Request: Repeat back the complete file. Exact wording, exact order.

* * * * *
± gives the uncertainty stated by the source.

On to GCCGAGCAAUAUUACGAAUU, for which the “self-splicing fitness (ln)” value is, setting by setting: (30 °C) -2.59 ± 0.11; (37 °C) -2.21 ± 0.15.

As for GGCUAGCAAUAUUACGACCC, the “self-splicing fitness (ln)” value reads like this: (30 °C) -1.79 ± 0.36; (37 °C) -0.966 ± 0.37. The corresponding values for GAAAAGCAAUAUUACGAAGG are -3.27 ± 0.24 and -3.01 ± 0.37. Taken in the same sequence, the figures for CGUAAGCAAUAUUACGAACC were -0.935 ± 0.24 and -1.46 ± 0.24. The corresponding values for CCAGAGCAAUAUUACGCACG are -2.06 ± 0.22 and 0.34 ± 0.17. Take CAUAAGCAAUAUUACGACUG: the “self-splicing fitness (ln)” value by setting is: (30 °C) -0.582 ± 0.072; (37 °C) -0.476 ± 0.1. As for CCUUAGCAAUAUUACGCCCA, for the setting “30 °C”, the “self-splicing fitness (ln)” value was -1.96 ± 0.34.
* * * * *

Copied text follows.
± gives the uncertainty stated by the source.

On to GCCGAGCAAUAUUACGAAUU, for which the “self-splicing fitness (ln)” value is, setting by setting: (30 °C) -2.59 ± 0.11; (37 °C) -2.21 ± 0.15.

As for GGCUAGCAAUAUUACGACCC, the “self-splicing fitness (ln)” value reads like this: (30 °C) -1.79 ± 0.36; (37 °C) -0.966 ± 0.37. The corresponding values for GAAAAGCAAUAUUACGAAGG are -3.27 ± 0.24 and -3.01 ± 0.37. Taken in the same sequence, the figures for CGUAAGCAAUAUUACGAACC were -0.935 ± 0.24 and -1.46 ± 0.24. The corresponding values for CCAGAGCAAUAUUACGCACG are -2.06 ± 0.22 and 0.34 ± 0.17. Take CAUAAGCAAUAUUACGACUG: the “self-splicing fitness (ln)” value by setting is: (30 °C) -0.582 ± 0.072; (37 °C) -0.476 ± 0.1. As for CCUUAGCAAUAUUACGCCCA, for the setting “30 °C”, the “self-splicing fitness (ln)” value was -1.96 ± 0.34.